Differences Among Recyclable, Biodegradable, and Compostable Packaging

The recent conclusion of a widely-watched BBC documentary showcased poignant images of marine life grappling with the consequences of plastic contamination. This has sparked heightened awareness of the environmental impact of human activities, with packaging waste emerging as a significant contributor to the issue.

A fresh investigation by Waitrose and Partners reveals a notable shift in consumer behavior, indicating that 88% of viewers have altered their plastic usage habits after watching the documentary. The surge in plastic-related inquiries on the company's Twitter account, recording an astounding 800% increase within six months post-documentary, underscores a growing concern among consumers for environmental issues.

In response to this rising awareness, more businesses are seeking sustainable packaging solutions. Terms such as recyclable, compostable, and biodegradable are frequently employed in discussions about environmentally friendly packaging. However, despite their common usage, these terms signify distinct processes.

Here, we provide a concise overview of each term to facilitate a clear understanding of their respective meanings.
1. RecyclablePackaging 
Recycling involves the transformation of used materials into new products, diverting them from landfills. However, certain materials, like standard plastics and paper, have limited recyclability, while others, such as glass, metal, and aluminum, can be recycled indefinitely. Customers find recycling paper straightforward, but with plastics, especially given the seven different types of plastic packaging, complexities arise. A study by eco-cleaning brand Ecover indicates that while two-thirds of British consumers recycle diligently, 37% admit uncertainty about the recyclability of a product's packaging. Clearer recycling information on packaging and a shift to reusable packaging options are suggested strategies.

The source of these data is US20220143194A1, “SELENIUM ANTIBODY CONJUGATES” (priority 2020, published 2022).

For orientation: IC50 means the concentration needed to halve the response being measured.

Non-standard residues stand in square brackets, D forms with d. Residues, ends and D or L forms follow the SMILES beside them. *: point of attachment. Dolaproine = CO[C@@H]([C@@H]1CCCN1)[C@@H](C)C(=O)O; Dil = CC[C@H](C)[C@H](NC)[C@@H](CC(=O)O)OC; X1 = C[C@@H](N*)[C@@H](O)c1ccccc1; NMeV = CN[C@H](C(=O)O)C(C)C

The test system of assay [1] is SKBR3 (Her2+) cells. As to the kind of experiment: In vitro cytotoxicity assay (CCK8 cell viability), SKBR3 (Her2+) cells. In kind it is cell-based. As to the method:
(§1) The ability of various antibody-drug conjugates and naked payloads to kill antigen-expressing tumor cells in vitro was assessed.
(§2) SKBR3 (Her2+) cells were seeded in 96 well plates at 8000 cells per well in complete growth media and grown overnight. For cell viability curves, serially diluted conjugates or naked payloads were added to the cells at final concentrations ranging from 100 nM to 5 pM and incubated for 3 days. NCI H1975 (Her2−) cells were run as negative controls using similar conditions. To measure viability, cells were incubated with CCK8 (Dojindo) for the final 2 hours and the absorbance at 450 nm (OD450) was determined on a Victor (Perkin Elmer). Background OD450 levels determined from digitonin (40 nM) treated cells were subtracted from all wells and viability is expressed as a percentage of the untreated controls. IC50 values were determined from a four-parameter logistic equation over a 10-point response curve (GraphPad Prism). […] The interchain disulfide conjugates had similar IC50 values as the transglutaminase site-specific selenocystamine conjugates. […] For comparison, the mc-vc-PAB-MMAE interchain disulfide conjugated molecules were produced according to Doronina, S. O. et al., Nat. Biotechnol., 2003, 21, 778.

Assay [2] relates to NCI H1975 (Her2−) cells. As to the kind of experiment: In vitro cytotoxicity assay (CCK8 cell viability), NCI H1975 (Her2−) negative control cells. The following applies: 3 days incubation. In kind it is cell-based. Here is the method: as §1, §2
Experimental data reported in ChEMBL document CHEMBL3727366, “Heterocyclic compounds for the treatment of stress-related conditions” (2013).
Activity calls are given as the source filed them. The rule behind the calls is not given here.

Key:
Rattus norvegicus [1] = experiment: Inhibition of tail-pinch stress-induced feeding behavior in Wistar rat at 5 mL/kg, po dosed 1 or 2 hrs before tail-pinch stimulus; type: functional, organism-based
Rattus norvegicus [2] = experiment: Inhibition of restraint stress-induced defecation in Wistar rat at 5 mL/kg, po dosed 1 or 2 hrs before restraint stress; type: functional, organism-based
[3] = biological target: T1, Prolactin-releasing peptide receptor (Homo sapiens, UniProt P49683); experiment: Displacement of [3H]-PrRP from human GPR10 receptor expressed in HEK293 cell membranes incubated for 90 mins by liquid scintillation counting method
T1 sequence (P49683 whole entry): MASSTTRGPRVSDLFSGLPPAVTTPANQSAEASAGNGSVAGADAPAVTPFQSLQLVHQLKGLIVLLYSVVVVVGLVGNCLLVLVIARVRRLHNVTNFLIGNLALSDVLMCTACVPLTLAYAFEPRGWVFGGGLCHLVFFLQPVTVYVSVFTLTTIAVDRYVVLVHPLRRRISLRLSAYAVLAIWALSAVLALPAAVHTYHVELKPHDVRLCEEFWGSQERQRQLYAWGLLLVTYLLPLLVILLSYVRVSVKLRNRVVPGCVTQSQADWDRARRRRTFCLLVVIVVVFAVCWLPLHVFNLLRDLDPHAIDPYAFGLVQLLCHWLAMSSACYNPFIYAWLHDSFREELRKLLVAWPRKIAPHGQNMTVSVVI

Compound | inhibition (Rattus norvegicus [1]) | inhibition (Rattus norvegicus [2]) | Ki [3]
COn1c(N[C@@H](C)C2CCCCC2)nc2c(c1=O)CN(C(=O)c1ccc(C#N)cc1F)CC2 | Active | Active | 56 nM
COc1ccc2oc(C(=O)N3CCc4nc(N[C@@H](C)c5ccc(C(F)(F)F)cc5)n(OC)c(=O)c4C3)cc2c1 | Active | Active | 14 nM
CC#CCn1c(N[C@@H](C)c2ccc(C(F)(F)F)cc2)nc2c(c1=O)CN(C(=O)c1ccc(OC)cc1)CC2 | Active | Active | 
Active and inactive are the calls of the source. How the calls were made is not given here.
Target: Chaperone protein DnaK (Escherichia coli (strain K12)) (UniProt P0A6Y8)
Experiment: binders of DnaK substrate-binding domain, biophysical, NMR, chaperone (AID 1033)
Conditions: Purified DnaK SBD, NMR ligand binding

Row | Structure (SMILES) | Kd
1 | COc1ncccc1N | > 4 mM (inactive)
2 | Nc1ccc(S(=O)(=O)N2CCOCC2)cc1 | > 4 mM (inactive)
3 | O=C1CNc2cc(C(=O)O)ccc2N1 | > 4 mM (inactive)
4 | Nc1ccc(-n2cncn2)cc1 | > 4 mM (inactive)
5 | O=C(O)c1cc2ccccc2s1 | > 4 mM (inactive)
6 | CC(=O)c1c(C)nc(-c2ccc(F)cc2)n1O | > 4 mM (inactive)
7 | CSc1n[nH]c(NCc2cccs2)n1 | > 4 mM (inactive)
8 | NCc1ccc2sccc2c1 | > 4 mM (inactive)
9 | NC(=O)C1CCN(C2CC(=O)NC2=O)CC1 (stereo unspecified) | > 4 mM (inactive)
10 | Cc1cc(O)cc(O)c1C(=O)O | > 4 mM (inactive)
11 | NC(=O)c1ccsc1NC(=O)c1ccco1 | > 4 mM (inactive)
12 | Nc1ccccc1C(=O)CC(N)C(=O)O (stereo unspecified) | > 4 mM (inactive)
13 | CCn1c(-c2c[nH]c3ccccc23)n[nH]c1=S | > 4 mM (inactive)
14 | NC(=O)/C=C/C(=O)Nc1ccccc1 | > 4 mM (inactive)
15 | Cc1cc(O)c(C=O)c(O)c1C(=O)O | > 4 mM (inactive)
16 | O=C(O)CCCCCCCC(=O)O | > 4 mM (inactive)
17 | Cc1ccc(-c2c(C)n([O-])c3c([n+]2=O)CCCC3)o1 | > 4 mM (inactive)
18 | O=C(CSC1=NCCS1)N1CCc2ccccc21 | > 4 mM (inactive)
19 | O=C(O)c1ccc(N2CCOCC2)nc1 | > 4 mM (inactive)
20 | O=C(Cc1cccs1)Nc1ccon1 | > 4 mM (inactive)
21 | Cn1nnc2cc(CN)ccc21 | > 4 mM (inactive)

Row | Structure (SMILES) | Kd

2. Biodegradable Packaging
A biodegradable substance can naturally break down through microbial action, such as bacteria and fungi, under specific conditions like temperature and humidity. However, the term lacks a specific timeframe for decomposition. While many products are technically biodegradable, some may take years to break down. Biodegradable plastics, for instance, require specific conditions for proper decomposition and may emit harmful greenhouse gases in landfills. Despite decomposing faster than traditional plastics, they can still pose environmental risks.
3. Compostable Packaging
Compostable products, crafted from natural materials like starch, decompose entirely into compost without generating toxic residue. Compliance with the European Standard EN 13432 is essential for products to be classified as compostable. Composting usually occurs in industrial facilities, making compostable products unsuitable for home composting unless labeled as Home Compostable. Notably, compostable and biodegradable plastics are currently not recyclable, posing a challenge to standard recycling processes. Ongoing technological advancements aim to create compostable solutions that are also recyclable.

In Conclusion

The ongoing debate regarding the environmental superiority of recyclable, biodegradable, or compostable packaging lacks a singular answer. Each solution carries its own advantages and limitations, marking a positive stride towards adopting more sustainable alternatives to conventional packaging.